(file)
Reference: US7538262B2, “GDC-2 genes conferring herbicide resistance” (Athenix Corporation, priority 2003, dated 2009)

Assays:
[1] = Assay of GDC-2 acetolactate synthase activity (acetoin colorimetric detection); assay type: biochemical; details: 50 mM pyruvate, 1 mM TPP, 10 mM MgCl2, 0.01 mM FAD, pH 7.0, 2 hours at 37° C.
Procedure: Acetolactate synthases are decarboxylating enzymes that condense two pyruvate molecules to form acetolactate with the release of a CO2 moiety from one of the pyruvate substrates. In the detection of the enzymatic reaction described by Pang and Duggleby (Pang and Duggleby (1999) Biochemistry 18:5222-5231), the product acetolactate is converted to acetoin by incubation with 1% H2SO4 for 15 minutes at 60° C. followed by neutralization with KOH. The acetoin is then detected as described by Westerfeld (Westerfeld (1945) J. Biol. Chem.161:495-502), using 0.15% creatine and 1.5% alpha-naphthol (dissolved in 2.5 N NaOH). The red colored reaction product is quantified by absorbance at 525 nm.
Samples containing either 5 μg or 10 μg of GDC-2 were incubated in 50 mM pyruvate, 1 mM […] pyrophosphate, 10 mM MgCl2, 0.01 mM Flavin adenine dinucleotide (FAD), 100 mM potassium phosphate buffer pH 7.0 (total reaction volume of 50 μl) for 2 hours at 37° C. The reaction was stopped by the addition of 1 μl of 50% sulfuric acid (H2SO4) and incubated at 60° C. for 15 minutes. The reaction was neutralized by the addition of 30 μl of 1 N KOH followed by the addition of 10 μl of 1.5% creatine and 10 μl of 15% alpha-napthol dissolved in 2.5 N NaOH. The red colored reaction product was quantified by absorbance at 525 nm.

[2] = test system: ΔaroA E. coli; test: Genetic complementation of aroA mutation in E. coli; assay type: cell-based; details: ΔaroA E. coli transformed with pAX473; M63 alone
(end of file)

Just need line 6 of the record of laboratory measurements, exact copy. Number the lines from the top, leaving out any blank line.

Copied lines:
[2] = test system: ΔaroA E. coli; test: Genetic complementation of aroA mutation in E. coli; assay type: cell-based; details: ΔaroA E. coli transformed with pAX473; M63 alone